It’s time once again to play “pin the tail on the least loved mobile carrier.” Consumer Reports’s annual ratings of domestic cell phone networks is out, and at the bottom of the list (or the top, depending on how you look at it) is AT&T.
The survey, based on more than 66,000 Consumer Reports subscribers, covered 22 metropolitan markets and asked customers about their experiences. Of the big four networks, Verizon received the highest satisfaction ratings in texting, data service, and staff knowledge; Sprint followed closely behind; and T-Mobile came after them, but still beat out AT&T. Not only did AT&T come in dead last in the overall rankings, but it also bottomed out in every single city in the survey. The other carriers, meanwhile, took turns in the top spot; Verizon, however, took home the best ranking in more than half of the cities surveyed.
For its part, AT&T argues that it’s made considerable improvement in the past year, and points out that it offers features, such as simultaneous voice and data usage, that its competitors do not. In a statement provided to Macworld, AT&T spokesperson Mari Melguizo said:
While we’ll of course evaluate and learn from the Consumer Reports survey, we made significant progress in our network in 2011 including a 25 percent improvement in 3G dropped call performance, 48,000 network improvements (more capacity, new cell sites, faster data speeds, and better connections), and many billions of dollars in capital investment to continue to improve our network. Only AT&T’s network lets the iPhone 4S download three times faster and enables simultaneous talk and surf for all smartphones. And, as customer demand continues to skyrocket, our proposed T-Mobile merger will enable AT&T to improve our customers’ experience even more.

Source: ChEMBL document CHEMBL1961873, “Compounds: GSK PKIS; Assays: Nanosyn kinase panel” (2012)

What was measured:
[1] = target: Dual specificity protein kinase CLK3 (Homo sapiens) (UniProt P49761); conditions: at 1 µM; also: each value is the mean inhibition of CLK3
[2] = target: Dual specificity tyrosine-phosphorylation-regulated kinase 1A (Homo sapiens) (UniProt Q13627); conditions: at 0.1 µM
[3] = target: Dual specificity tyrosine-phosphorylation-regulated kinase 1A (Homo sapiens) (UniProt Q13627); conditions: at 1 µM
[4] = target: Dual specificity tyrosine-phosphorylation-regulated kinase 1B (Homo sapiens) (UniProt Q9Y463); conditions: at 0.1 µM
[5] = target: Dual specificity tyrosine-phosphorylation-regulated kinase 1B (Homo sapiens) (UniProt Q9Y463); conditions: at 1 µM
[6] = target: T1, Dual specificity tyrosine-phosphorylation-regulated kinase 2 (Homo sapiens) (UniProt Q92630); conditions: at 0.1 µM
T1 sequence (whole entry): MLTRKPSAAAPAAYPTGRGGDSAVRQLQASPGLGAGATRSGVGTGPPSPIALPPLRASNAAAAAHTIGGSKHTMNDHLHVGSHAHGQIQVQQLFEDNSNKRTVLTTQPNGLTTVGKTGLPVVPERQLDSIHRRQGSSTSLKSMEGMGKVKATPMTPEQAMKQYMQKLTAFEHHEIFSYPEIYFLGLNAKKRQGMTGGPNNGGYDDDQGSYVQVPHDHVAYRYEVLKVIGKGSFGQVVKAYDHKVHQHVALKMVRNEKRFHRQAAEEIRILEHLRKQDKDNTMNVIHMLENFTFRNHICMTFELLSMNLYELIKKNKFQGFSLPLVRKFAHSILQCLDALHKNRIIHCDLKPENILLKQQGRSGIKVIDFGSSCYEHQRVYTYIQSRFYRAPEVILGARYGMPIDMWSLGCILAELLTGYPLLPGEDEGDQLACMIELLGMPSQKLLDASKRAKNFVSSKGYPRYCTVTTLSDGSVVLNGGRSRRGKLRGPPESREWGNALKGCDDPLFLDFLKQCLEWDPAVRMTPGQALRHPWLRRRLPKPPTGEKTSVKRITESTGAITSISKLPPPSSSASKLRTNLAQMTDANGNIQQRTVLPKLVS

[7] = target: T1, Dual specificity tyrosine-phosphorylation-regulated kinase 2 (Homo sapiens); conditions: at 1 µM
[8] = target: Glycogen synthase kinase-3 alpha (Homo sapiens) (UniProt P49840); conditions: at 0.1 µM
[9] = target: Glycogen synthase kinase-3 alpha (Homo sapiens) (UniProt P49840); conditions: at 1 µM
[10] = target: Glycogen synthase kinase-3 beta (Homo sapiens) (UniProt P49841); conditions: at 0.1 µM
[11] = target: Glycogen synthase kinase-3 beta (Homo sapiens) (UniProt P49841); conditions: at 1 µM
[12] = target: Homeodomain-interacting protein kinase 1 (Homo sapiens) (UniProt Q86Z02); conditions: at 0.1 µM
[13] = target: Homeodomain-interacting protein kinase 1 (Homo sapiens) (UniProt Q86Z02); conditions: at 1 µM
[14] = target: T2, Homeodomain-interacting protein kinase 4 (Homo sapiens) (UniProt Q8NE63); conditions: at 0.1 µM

But all four national carriers were outranked by the senior-focused Consumer Cellular, Midwest regional provider U.S. Cellular, and socially responsible operator Credo. U.S. Cellular in particular, scored high marks in all of Consumer Reports’s categories, including voice, texting, data, phone support, staff knowledge, and issues resolved.
Of course, those in the market for an iPhone are a much different situation than the last time Consumer Reports issued its rankings. Last year, they had no choice but to go with AT&T—this year, they can choose instead to give their affections, and their hard-earned cash, to Verizon, Sprint, or regional carrier C-Spire Wireless instead.
Consumer Reports has a contentious history with Apple products. The publication famously refused to recommend the iPhone 4—despite it being the highest rated phone it reviewed—because of reception issues. However, the company has put its seal of approval on the iPhone 4S, saying that the reworked antenna design eliminates those issues.
Updated at 1:27 p.m. Pacific to include a statement from AT&T.